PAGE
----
The #BigDataHR Manifesto: Time for a New Way of HR & Recruiting

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This week on Blogging4Jobs, we are focusing on the theme Big Data sponsored by Jibe. Jibe provides cloud-based recruiting technology solutions that enable talent acquisition teams to strategically identify, attract and engage candidates. Join us April 10th 2014 at 3pm to talk Big Data on Twitter using the hashtag #BigDataHR and join our webinar, “What’s the Big Deal with Big Data in HR & Recruiting” on April 17th at 11a EST. Follow the week by bookmarking us

I’m knee deep analyzing and building and mapping workflows for a special project I’m working on evaluating big data. It’s exciting, interesting but incredibly hard and overwhelming for me to understand, evaluate and quantify. The information makes me feel less than awesome and uncomfortable making me feel extremely vulnerable and less than qualified.

I don’t think I’m alone in feeling this way. I want to avoid the uncomfortable and go back to the established way of doing things and yet I push on forward by asking questions, reading and attending events to wrap my mind about how big data is being used in other ways.

Pushing Beyond the Recruiting & HR Spreadsheet

Big data is more than the Excel spreadsheet I’ve come to rely on in my 14 years of HR and recruiting experience. It’s more involved, complex and extremely satisfying.

As I’m building workflows to establish the process in which we will evaluate our big data, we have to have a plan to collect it first. What data sources matter and how might they help us with our established hypothesis. This means understanding the data points we want to pull from, evaluate and understand along with plans in how we are going to use or analyze the data.

It’s completely crazy, overwhelming and mind-boggling. I’ve never been more excited about a work project in my life.

Living here in Silicon Valley, I’m surrounded by smart PhD’s, data scientists and amazing engineers. In fact, I’m heading to a data scientist meet up next week. I’m certain I will be the only one attending who doesn’t have a background in engineering or a PhD. My education is that of a typical HR practitioner, not a data engineer or scientists. If these guys have to wield Ivy League degrees in order to analyze and find patterns in data what does that mean? What it means is that I’m enrolling in a free summer machine learning course offered by Stanford to really establish a baseline understanding.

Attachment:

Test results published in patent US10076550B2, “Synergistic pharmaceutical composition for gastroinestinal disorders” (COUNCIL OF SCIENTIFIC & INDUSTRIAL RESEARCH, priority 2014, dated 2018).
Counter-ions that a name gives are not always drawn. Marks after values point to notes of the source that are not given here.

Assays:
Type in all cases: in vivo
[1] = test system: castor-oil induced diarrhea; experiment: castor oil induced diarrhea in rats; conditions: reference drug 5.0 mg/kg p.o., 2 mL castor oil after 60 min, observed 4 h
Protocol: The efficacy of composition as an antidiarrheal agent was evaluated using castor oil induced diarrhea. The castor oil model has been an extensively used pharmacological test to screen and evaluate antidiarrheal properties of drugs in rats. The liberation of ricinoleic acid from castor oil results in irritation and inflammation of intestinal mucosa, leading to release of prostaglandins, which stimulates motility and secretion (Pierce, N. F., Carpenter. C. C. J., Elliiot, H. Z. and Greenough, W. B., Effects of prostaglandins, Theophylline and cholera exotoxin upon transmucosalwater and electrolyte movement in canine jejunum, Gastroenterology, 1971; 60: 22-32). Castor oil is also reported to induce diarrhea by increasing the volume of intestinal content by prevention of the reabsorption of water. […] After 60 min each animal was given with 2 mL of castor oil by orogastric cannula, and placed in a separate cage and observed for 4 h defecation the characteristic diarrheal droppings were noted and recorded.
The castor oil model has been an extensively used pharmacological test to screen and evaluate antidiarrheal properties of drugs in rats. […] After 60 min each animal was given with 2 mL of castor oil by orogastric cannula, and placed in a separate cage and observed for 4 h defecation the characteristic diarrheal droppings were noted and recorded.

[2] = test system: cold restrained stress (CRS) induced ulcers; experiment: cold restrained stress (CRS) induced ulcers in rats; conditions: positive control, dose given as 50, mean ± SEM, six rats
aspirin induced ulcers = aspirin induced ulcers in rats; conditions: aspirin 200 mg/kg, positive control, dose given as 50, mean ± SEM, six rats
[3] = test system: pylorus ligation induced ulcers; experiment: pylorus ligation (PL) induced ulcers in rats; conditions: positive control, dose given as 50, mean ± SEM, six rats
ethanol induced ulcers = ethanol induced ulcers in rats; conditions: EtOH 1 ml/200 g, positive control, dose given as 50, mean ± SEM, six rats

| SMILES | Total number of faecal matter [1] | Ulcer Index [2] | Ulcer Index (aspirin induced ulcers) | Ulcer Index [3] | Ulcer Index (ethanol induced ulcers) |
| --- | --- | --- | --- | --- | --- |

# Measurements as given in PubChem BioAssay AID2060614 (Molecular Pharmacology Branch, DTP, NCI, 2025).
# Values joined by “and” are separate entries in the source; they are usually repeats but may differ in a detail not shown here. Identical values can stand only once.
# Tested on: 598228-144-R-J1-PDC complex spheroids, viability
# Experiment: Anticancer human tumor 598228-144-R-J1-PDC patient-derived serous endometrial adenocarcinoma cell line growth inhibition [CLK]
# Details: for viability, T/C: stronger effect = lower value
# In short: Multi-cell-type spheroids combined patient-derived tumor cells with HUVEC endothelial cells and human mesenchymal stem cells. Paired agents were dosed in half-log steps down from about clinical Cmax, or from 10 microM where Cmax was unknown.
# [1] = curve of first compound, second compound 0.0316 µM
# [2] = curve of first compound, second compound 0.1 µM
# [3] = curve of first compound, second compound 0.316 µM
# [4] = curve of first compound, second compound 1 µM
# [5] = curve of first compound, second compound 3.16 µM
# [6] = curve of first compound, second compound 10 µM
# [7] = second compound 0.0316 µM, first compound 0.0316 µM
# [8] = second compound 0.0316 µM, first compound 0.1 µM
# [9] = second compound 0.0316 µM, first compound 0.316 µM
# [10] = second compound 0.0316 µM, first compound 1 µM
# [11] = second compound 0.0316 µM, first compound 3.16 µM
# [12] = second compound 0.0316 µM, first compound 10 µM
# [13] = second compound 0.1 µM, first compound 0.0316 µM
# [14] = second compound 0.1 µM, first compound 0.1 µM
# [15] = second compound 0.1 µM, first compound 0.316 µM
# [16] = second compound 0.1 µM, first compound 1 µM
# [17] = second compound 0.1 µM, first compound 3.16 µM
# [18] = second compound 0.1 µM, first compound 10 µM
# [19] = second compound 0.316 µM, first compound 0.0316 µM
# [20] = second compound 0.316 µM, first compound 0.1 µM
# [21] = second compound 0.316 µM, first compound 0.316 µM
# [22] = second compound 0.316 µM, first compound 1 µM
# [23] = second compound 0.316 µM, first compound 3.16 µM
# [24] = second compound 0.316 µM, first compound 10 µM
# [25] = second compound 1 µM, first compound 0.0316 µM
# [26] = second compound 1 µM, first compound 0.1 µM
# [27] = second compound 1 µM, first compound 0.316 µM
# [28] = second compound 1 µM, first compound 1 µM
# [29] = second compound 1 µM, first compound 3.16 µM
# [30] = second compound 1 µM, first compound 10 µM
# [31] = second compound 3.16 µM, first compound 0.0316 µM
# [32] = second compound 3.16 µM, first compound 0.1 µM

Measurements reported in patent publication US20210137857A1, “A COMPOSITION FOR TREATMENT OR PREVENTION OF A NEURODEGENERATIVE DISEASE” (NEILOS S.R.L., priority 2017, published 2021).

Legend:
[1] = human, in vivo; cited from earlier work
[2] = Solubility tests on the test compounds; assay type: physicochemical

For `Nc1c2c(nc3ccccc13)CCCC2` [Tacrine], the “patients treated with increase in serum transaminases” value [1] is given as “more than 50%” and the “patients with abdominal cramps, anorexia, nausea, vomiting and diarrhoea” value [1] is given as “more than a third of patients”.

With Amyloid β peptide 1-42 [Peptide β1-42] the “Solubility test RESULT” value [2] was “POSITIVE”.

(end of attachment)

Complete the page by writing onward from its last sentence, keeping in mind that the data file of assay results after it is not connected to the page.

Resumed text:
For big data to be useful, interesting and approachable for HR and recruiters, we have to get out of our comfort zones and try something new. We have to evolve, push ourselves and commit to learning new things. Do I know if the data will support my gut feelings and the old way of doing things. I have no idea and that is what’s exciting.

What is Big Data in HR and Human Capital? I Mean Really?

Big data is more than a few statistics or information that you pull from a dashboard, your ATS or social networks. It’s the sum of possibly 25, 50 or even hundreds of data points with thousands or millions of actual data or information being collected to help establish a better process, expected outcome based on patterns instead of just following what we know to be true because it’s bigger than you and me.

Over the next few months, I, personally will be collecting potentially millions of data looking at social network updates, company mentions, job seeker profiles, online reviews and job postings. It’s time for our industry to embrace analytics, data and information to make for a better business partner at our companies.

Bringing the Science of Work to Our Industry

If HR and recruiters want to truly be recognized as business partners, corporate innovators and game changers, we have to step out from behind our Excel spreadsheets, look at the world from the bigger picture to find the answers to better hiring, employee retention and developing an understanding of our workforce that no employee survey, exit interview or focus group can bring. Bring on the big data in HR and the winds of change to driving creativity, science and innovation to an entire industry.

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